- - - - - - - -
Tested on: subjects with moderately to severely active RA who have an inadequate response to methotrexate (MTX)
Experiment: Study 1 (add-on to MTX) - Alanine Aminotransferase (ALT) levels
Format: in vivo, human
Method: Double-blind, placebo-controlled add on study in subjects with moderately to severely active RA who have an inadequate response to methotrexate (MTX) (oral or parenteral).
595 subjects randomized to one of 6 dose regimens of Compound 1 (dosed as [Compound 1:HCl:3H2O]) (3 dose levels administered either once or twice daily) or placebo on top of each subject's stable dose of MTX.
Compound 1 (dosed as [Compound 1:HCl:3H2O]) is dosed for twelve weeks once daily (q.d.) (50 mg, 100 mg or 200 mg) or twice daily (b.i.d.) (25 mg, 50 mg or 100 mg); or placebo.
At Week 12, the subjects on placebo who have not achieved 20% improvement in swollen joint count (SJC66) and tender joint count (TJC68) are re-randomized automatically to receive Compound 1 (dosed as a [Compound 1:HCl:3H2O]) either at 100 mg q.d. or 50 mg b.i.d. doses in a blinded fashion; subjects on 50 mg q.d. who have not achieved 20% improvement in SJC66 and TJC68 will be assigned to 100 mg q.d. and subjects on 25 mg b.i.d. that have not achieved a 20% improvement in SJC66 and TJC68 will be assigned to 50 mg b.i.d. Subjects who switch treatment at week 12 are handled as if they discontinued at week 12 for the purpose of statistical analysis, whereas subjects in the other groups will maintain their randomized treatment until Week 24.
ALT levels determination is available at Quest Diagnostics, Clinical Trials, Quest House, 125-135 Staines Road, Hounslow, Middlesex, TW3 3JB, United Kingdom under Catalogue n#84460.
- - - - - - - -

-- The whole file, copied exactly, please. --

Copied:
Tested on: subjects with moderately to severely active RA who have an inadequate response to methotrexate (MTX)
Experiment: Study 1 (add-on to MTX) - Alanine Aminotransferase (ALT) levels
Format: in vivo, human
Method: Double-blind, placebo-controlled add on study in subjects with moderately to severely active RA who have an inadequate response to methotrexate (MTX) (oral or parenteral).
595 subjects randomized to one of 6 dose regimens of Compound 1 (dosed as [Compound 1:HCl:3H2O]) (3 dose levels administered either once or twice daily) or placebo on top of each subject's stable dose of MTX.
Compound 1 (dosed as [Compound 1:HCl:3H2O]) is dosed for twelve weeks once daily (q.d.) (50 mg, 100 mg or 200 mg) or twice daily (b.i.d.) (25 mg, 50 mg or 100 mg); or placebo.
At Week 12, the subjects on placebo who have not achieved 20% improvement in swollen joint count (SJC66) and tender joint count (TJC68) are re-randomized automatically to receive Compound 1 (dosed as a [Compound 1:HCl:3H2O]) either at 100 mg q.d. or 50 mg b.i.d. doses in a blinded fashion; subjects on 50 mg q.d. who have not achieved 20% improvement in SJC66 and TJC68 will be assigned to 100 mg q.d. and subjects on 25 mg b.i.d. that have not achieved a 20% improvement in SJC66 and TJC68 will be assigned to 50 mg b.i.d. Subjects who switch treatment at week 12 are handled as if they discontinued at week 12 for the purpose of statistical analysis, whereas subjects in the other groups will maintain their randomized treatment until Week 24.
ALT levels determination is available at Quest Diagnostics, Clinical Trials, Quest House, 125-135 Staines Road, Hounslow, Middlesex, TW3 3JB, United Kingdom under Catalogue n#84460.